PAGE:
Chapter

Pseudonymity, Third‐personality, and Anonymity as Disturbances in <i>fin de siècle</i> Auto/biography: ‘Mark Rutherford’, George Gissing, Edmund Gosse and Others

Max Saunders

in Self Impression

Published in print March 2010 | ISBN: 9780199579761
Published online May 2010 | e-ISBN: 9780191722882 | DOI: http://dx.doi.org/10.1093/acprof:oso/9780199579761.003.0004
Pseudonymity, Third‐personality, and Anonymity as Disturbances in fin de siècle Auto/biography: ‘Mark Rutherford’, George Gissing, Edmund Gosse and Others

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This is the first of four chapters exploring the turn‐of‐the‐century disturbances in the relation between life‐writing and fiction. It argues that ‘autobiography’ begins to seem a problematic category in the period, and gets displaced towards fiction. The chapter focuses on ‘Mark Rutherford’, not just for his autobiography, but for his later inclusion of the story ‘A Mysterious Portrait’. The concept of the heteronym is introduced, to be developed in Chapters 7 and Chapter 8. Other authors discussed here include George Gissing (The Private Papers of Henry Ryecroft), H. G. Wells (Boon), Henry Adams, Samuel Butler (The Way of All Flesh), and Edmund Gosse (Father and Son). The various displacements of auto/biography are shown to complicate Lejeune's concept of the autobiographic contract guaranteeing the identity of author, narrator, and subject.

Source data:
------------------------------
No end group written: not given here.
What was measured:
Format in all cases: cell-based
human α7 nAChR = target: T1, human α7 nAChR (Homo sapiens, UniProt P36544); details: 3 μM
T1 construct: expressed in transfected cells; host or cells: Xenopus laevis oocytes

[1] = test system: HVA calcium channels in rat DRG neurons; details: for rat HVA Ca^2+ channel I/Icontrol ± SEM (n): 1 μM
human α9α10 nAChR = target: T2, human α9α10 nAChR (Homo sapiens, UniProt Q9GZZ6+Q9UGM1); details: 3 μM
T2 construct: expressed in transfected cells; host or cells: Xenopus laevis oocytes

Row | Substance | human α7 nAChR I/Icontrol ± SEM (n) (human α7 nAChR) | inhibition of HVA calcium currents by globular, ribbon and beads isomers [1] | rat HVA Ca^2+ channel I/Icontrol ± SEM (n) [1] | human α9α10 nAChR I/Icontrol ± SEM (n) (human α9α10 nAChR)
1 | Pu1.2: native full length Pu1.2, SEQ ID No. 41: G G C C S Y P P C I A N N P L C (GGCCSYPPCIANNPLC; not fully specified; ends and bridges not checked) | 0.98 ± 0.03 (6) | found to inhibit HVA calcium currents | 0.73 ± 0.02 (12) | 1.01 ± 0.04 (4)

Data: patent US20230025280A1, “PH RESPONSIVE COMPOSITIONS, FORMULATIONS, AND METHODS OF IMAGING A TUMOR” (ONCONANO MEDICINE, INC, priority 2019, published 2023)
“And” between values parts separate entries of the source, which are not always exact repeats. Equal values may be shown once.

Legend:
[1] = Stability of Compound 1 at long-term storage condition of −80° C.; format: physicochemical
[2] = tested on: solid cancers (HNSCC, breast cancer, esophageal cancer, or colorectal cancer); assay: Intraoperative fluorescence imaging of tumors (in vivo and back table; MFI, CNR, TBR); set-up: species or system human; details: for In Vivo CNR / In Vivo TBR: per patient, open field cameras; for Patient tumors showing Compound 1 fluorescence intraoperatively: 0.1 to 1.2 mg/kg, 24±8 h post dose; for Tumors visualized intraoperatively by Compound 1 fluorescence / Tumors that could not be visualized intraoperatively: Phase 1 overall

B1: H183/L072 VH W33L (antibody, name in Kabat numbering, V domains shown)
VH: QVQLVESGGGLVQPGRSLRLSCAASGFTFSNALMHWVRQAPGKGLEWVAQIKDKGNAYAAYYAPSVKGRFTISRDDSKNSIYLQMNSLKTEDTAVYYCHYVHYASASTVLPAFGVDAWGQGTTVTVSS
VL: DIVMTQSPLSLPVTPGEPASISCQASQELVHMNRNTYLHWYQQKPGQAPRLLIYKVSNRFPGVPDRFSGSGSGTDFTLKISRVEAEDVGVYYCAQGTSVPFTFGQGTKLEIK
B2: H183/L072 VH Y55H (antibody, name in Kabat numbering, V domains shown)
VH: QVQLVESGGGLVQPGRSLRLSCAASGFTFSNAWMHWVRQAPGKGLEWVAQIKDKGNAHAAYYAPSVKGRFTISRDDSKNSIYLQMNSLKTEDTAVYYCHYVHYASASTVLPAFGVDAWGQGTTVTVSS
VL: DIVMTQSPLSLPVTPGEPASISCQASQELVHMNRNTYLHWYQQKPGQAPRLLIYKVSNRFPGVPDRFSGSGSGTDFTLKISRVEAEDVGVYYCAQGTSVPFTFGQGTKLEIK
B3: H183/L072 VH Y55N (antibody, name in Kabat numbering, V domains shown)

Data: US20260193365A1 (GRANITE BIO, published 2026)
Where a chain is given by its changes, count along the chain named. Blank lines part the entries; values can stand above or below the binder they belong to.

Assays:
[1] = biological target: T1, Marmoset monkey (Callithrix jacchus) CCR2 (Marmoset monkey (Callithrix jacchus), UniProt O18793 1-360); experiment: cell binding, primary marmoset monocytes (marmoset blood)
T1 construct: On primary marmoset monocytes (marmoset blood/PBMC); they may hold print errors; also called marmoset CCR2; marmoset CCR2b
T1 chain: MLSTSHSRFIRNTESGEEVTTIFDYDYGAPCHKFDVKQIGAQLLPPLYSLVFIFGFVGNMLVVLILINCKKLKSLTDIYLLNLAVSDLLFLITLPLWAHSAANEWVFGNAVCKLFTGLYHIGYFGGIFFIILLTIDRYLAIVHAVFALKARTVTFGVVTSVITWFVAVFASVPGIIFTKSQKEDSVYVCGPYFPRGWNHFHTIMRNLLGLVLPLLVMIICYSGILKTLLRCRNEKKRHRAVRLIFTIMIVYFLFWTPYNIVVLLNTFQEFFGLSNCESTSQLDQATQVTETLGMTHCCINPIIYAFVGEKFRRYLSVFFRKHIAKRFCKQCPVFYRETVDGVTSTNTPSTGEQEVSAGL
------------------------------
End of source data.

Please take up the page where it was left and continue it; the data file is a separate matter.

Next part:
Keywords: pseudonymity; third‐personality; anonymity; heteronymity; heteronym; fin de siècle; Auto/biography; Autobiography; Mark Rutherford; William Hale White; The Autobiography of Mark Rutherford; A Mysterious Portrait; George Gissing; The Private Papers of Henry Ryecroft; H. G. Wells; Boon; Henry Adams; Samuel Butler; The Way of All Flesh; Edmund Gosse; Father and Son; Philippe Lejeune

Chapter.  28296 words.  Illustrated.

Subjects: Literary Studies (19th Century)

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